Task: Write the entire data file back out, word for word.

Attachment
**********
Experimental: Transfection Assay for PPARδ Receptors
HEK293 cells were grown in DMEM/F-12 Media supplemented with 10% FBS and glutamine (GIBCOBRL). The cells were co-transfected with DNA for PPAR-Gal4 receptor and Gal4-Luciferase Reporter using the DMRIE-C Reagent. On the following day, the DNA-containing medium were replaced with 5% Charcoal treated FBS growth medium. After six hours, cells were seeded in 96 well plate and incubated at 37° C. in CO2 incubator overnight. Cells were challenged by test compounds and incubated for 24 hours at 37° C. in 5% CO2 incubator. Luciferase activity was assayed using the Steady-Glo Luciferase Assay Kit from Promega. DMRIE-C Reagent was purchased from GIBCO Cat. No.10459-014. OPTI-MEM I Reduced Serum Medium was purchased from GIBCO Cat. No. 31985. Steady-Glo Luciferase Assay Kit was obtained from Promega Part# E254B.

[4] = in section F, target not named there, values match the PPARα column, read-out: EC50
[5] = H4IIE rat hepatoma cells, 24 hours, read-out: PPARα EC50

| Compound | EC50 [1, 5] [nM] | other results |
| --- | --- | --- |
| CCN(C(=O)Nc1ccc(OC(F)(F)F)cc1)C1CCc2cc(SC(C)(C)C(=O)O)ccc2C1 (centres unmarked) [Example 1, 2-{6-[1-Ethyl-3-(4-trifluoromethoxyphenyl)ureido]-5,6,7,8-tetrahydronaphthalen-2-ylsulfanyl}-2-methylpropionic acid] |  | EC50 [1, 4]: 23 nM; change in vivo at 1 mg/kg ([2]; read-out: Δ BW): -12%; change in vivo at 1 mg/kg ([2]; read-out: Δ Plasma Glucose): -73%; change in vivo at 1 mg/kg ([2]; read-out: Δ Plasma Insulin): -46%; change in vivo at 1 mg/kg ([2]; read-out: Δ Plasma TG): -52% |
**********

Experimental: Transfection Assay for PPARδ Receptors
HEK293 cells were grown in DMEM/F-12 Media supplemented with 10% FBS and glutamine (GIBCOBRL). The cells were co-transfected with DNA for PPAR-Gal4 receptor and Gal4-Luciferase Reporter using the DMRIE-C Reagent. On the following day, the DNA-containing medium were replaced with 5% Charcoal treated FBS growth medium. After six hours, cells were seeded in 96 well plate and incubated at 37° C. in CO2 incubator overnight. Cells were challenged by test compounds and incubated for 24 hours at 37° C. in 5% CO2 incubator. Luciferase activity was assayed using the Steady-Glo Luciferase Assay Kit from Promega. DMRIE-C Reagent was purchased from GIBCO Cat. No.10459-014. OPTI-MEM I Reduced Serum Medium was purchased from GIBCO Cat. No. 31985. Steady-Glo Luciferase Assay Kit was obtained from Promega Part# E254B.

[4] = in section F, target not named there, values match the PPARα column, read-out: EC50
[5] = H4IIE rat hepatoma cells, 24 hours, read-out: PPARα EC50

| Compound | EC50 [1, 5] [nM] | other results |
| --- | --- | --- |
| CCN(C(=O)Nc1ccc(OC(F)(F)F)cc1)C1CCc2cc(SC(C)(C)C(=O)O)ccc2C1 (centres unmarked) [Example 1, 2-{6-[1-Ethyl-3-(4-trifluoromethoxyphenyl)ureido]-5,6,7,8-tetrahydronaphthalen-2-ylsulfanyl}-2-methylpropionic acid] |  | EC50 [1, 4]: 23 nM; change in vivo at 1 mg/kg ([2]; read-out: Δ BW): -12%; change in vivo at 1 mg/kg ([2]; read-out: Δ Plasma Glucose): -73%; change in vivo at 1 mg/kg ([2]; read-out: Δ Plasma Insulin): -46%; change in vivo at 1 mg/kg ([2]; read-out: Δ Plasma TG): -52% |